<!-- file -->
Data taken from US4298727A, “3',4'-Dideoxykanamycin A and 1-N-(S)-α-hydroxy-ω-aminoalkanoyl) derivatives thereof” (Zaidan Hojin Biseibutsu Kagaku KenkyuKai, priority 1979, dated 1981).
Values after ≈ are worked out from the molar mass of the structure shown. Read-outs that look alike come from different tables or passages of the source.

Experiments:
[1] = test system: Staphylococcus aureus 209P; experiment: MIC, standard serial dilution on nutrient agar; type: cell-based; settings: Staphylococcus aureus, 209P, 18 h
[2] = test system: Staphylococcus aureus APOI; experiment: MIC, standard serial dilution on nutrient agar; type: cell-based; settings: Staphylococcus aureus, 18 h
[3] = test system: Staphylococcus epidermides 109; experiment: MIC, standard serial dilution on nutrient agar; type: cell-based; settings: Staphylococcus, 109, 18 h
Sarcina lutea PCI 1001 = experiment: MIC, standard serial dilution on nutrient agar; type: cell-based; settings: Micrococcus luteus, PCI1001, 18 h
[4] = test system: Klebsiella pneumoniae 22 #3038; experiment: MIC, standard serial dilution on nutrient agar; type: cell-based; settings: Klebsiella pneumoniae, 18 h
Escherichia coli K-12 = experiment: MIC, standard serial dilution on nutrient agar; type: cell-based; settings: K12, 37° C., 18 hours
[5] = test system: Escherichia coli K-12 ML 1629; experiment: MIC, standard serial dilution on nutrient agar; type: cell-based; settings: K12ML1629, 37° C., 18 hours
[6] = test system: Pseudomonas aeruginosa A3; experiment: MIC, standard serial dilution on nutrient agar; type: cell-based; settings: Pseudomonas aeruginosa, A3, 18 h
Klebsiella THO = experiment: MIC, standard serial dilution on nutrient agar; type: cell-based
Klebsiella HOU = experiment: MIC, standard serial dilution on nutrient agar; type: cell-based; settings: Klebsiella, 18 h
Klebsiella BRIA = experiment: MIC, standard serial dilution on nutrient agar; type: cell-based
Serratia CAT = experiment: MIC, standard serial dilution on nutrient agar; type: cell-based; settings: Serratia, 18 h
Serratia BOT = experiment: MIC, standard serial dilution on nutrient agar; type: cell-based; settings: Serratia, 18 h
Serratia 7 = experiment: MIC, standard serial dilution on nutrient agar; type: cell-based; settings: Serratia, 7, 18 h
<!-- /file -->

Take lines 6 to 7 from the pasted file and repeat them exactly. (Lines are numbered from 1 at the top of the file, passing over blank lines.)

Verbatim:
[3] = test system: Staphylococcus epidermides 109; experiment: MIC, standard serial dilution on nutrient agar; type: cell-based; settings: Staphylococcus, 109, 18 h
Sarcina lutea PCI 1001 = experiment: MIC, standard serial dilution on nutrient agar; type: cell-based; settings: Micrococcus luteus, PCI1001, 18 h